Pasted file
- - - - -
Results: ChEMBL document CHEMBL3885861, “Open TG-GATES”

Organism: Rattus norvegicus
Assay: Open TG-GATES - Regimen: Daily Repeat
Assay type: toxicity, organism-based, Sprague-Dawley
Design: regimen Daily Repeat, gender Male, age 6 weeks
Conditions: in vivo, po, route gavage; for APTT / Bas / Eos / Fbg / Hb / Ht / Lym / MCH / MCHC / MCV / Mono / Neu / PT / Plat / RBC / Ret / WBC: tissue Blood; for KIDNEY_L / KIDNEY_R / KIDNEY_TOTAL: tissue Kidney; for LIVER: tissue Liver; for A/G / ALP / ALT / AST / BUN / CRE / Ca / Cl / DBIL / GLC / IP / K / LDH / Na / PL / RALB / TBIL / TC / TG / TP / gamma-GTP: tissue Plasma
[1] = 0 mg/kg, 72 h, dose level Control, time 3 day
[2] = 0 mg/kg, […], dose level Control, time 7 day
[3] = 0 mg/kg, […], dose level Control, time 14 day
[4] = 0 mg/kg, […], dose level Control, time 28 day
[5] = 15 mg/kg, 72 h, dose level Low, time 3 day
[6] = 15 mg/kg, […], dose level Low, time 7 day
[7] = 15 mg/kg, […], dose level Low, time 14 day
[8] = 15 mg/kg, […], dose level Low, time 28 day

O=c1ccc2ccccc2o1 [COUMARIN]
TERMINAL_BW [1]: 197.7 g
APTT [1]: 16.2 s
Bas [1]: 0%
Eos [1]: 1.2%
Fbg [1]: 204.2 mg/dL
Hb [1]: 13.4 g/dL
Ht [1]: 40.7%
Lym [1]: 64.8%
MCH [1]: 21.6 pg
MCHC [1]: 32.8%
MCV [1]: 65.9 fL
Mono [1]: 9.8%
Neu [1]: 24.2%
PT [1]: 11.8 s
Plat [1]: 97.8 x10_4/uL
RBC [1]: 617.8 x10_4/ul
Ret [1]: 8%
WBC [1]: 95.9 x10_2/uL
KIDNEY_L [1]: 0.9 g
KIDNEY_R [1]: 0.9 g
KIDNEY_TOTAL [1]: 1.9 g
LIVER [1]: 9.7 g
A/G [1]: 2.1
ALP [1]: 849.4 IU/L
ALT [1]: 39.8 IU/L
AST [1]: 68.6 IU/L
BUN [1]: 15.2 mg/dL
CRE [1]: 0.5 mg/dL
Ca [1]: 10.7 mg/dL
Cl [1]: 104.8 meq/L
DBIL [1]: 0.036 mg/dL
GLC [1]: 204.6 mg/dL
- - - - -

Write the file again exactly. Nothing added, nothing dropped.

Results: ChEMBL document CHEMBL3885861, “Open TG-GATES”

Organism: Rattus norvegicus
Assay: Open TG-GATES - Regimen: Daily Repeat
Assay type: toxicity, organism-based, Sprague-Dawley
Design: regimen Daily Repeat, gender Male, age 6 weeks
Conditions: in vivo, po, route gavage; for APTT / Bas / Eos / Fbg / Hb / Ht / Lym / MCH / MCHC / MCV / Mono / Neu / PT / Plat / RBC / Ret / WBC: tissue Blood; for KIDNEY_L / KIDNEY_R / KIDNEY_TOTAL: tissue Kidney; for LIVER: tissue Liver; for A/G / ALP / ALT / AST / BUN / CRE / Ca / Cl / DBIL / GLC / IP / K / LDH / Na / PL / RALB / TBIL / TC / TG / TP / gamma-GTP: tissue Plasma
[1] = 0 mg/kg, 72 h, dose level Control, time 3 day
[2] = 0 mg/kg, […], dose level Control, time 7 day
[3] = 0 mg/kg, […], dose level Control, time 14 day
[4] = 0 mg/kg, […], dose level Control, time 28 day
[5] = 15 mg/kg, 72 h, dose level Low, time 3 day
[6] = 15 mg/kg, […], dose level Low, time 7 day
[7] = 15 mg/kg, […], dose level Low, time 14 day
[8] = 15 mg/kg, […], dose level Low, time 28 day

O=c1ccc2ccccc2o1 [COUMARIN]
TERMINAL_BW [1]: 197.7 g
APTT [1]: 16.2 s
Bas [1]: 0%
Eos [1]: 1.2%
Fbg [1]: 204.2 mg/dL
Hb [1]: 13.4 g/dL
Ht [1]: 40.7%
Lym [1]: 64.8%
MCH [1]: 21.6 pg
MCHC [1]: 32.8%
MCV [1]: 65.9 fL
Mono [1]: 9.8%
Neu [1]: 24.2%
PT [1]: 11.8 s
Plat [1]: 97.8 x10_4/uL
RBC [1]: 617.8 x10_4/ul
Ret [1]: 8%
WBC [1]: 95.9 x10_2/uL
KIDNEY_L [1]: 0.9 g
KIDNEY_R [1]: 0.9 g
KIDNEY_TOTAL [1]: 1.9 g
LIVER [1]: 9.7 g
A/G [1]: 2.1
ALP [1]: 849.4 IU/L
ALT [1]: 39.8 IU/L
AST [1]: 68.6 IU/L
BUN [1]: 15.2 mg/dL
CRE [1]: 0.5 mg/dL
Ca [1]: 10.7 mg/dL
Cl [1]: 104.8 meq/L
DBIL [1]: 0.036 mg/dL
GLC [1]: 204.6 mg/dL